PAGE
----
What to put on bread and how to put it on the table
In response to a title by Adrienne Rich
|Yuqing Liu||Jul 5, 2020||1|
Objective: bread, poetry, nibbling, spreading
From Adrienne Rich’s essay collection What is Found There
It came as a disappointment, the moment I realized the “bread” in Adrienne Rich’s essay “How Does a Poet Put Bread on the Table?” is, instead of actual bread, a metaphor for money. I write this response with an almost childish sense of revenge.
Before my university campus closed, I put bread on the table by taking entire loaves of white sandwich bread from the dining hall—$13 meal swipe for both a meal and extra bread. But, finishing an entire loaf is a challenge for most living alone—I’d feel distressed watching the dining hall bread go bad, in a way I didn’t for those that were store-bought.
White sandwich bread, often puffed with unrecognizable additives, can be a bitter pill when eaten alone. The taste of gas station tires fermenting in the summer lingers in the chew.
Some spread is necessary to make the consumption more tolerable.
This past February I was in my kitchen, talking with a person who was usually quite delicate in demeanor. Abruptly, she pulled out a slice of bread from the package on my table and began forcing cubes of cold butter across its lukewarm surface. The bread, reluctant as ever, turned thinner and thinner, wrinkling under the grinding knife. She happily ate the poor thing anyway. It looked nothing short of a used wet-wipe.
There are gentler ways to treat a slice of bread, like smearing jam softly and evenly corner to corner. The most arousing combination might still be cold butter on hot toast—one melts and one absorbs—a whisper, a chemical symphony at the moment of touch. And there are nut butters, that are shyer, only ever softening a little.
Bread with “Old Godmother”
I like putting Chinese pickles on sandwich bread and seeing the chili oil dye the bread read. I always think of the human-blood soaked mantou (or Chinese for “steam bun”) in Lu Xun’s short story “Medicine.” Some friends find this composition of East on West discomforting, but I’ve never been obsessed with the authenticity of food. I know people who devote particular care to maintaining the harmony of a cultural cuisine—whether regional, national, or continental. I agree with the cultural significance of this, but find no joy in imposing a passport-visa-border system onto my plate.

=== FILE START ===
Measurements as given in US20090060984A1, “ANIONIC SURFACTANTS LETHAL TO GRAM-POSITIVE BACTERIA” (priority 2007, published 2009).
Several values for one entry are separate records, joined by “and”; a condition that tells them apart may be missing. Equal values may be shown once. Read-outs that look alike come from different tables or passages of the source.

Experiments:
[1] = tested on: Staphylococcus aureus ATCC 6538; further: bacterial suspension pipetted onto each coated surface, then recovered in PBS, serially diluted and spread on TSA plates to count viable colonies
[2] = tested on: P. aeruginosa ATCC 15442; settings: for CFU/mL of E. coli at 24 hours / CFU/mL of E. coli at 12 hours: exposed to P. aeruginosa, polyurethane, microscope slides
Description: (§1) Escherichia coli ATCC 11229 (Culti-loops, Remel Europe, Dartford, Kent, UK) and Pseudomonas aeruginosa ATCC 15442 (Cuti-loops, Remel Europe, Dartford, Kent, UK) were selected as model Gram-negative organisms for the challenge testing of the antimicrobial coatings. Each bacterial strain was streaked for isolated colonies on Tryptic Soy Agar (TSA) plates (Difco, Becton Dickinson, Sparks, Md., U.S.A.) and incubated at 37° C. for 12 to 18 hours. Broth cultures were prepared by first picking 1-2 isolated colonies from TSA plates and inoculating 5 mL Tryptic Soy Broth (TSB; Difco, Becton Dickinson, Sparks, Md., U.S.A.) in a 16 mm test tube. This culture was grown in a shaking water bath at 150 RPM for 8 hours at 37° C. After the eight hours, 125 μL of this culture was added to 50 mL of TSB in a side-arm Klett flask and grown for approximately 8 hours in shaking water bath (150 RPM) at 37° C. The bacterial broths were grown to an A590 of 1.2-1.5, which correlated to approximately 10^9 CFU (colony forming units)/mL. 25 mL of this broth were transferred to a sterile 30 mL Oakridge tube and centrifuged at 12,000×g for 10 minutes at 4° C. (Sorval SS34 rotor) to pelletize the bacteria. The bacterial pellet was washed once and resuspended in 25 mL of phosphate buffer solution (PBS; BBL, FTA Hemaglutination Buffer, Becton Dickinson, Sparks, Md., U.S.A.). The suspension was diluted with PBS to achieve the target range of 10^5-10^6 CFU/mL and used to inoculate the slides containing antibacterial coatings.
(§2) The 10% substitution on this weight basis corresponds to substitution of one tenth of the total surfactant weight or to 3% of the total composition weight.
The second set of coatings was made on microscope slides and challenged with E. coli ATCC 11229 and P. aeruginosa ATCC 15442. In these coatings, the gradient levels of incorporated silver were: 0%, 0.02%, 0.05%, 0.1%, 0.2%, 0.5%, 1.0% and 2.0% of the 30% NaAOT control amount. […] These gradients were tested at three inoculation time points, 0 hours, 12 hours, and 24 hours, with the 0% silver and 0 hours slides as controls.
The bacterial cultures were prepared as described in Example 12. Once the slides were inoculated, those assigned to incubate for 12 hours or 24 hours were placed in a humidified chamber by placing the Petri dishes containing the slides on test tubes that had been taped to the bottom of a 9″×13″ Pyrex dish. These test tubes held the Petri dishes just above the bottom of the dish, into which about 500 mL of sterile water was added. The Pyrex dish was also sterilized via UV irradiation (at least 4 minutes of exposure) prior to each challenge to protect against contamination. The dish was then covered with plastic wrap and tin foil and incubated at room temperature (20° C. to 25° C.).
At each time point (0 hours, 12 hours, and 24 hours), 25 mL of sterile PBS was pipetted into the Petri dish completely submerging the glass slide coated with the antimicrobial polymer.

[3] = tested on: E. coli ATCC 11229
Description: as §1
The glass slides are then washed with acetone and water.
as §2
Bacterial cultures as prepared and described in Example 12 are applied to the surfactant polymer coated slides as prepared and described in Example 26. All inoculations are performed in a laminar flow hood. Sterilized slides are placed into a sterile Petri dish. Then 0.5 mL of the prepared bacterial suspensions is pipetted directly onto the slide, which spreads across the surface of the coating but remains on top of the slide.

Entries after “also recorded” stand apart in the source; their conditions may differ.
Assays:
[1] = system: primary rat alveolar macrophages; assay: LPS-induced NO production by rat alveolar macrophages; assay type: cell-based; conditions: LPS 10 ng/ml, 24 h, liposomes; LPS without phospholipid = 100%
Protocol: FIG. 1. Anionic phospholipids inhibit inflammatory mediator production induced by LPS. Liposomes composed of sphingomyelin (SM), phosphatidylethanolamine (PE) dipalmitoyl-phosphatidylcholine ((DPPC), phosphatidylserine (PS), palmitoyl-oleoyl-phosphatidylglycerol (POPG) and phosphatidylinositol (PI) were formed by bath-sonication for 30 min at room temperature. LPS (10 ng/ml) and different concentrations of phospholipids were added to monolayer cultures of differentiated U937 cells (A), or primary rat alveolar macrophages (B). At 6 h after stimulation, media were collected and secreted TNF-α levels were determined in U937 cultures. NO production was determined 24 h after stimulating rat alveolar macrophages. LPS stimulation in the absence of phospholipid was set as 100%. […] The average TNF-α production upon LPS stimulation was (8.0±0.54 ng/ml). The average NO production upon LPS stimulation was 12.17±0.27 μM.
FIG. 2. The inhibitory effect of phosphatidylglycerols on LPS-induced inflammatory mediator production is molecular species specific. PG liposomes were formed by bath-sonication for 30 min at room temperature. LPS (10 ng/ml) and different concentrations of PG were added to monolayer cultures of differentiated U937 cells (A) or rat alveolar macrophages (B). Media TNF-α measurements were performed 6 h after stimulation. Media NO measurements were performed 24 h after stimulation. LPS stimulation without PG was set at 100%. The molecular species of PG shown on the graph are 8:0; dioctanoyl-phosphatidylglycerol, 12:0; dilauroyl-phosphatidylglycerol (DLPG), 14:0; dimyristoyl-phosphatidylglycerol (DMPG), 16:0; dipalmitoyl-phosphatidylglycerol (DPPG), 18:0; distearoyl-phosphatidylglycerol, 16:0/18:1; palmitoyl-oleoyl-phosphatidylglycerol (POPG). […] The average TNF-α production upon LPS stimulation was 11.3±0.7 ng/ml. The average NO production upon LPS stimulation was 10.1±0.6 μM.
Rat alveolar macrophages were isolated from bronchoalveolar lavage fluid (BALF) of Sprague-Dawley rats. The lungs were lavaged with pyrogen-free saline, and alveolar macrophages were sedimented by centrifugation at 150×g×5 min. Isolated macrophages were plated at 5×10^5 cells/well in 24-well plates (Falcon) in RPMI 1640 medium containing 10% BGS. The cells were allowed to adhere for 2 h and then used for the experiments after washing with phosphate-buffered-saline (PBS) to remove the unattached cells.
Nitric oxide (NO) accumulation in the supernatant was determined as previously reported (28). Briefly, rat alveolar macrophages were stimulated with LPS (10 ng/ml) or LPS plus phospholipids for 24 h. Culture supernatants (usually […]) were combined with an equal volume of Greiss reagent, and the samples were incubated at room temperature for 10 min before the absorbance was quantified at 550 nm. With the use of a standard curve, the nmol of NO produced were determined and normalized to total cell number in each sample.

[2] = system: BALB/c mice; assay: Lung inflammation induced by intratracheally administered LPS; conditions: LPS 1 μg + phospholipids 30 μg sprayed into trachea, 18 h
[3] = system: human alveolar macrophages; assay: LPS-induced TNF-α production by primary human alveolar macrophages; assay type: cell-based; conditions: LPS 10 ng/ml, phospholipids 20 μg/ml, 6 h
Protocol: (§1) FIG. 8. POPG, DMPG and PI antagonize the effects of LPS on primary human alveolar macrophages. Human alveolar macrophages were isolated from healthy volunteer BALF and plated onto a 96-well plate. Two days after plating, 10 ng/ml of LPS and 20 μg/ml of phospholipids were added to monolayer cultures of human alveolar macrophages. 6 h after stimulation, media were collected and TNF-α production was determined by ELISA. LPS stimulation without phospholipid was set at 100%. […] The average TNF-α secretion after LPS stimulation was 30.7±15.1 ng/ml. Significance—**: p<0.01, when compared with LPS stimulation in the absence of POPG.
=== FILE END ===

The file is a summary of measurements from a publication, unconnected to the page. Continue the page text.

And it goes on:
I might have inherited this attitude from my grandmother, who lives in rural China and pairs her mantou with Skippy smooth peanut butter. I bought her a few jars of Australian chunky peanut butter, “Pics,” when I visited her during high school. She said it was even better than Skippy—more oily.
Around the time my grandma was my age, writer Wang Zengqi recorded mantou-condiment pairings from when he was deployed to labor in a mountain to the west of Beijing during the Cultural revolution: mantou with wild dates if they’ve ripened by then; or, mantou with grilled grasshoppers caught on site, if they happened to be in season.
In that situation, the philosophy became: eat whatever there is.
In many ways, that’s still my philosophy. There is no mantou, only supermarket sandwich bread in this Illinois city I’m in, so each day I curate what to put on bread, and how to put bread on the table. I let the loaf stand vertically, and use a long knife to cut a rectangle alongside the crust. Only the soft part is eaten. A preference that everyone, in whatever cuisine, seems to understand: the inside of the bread is always softer, lighter, tastier. French poet René Char, once wrote that a poem “sings...under the crumb of a loaf of light.” In French, the part “under the crumb” is called mie. Chinese for mie, according to the translator Zhang Bo, is “软心”— “soft heart”. Mantou is ultimately just the soft-heart part of sandwich bread, condensed into a ball, steamed to perfection.
My leftover crust is not wasted. I use it to hold grass.
Last three slices of bread with Evanston lawn grass
Adrienne Rich’s “How does a poet put bread on the table?” essay VIII in the collection of essays.
Lu Xun’s “Medicine”
Wang Zengqi’s 《草木春秋》
René Char’s “On Poetry”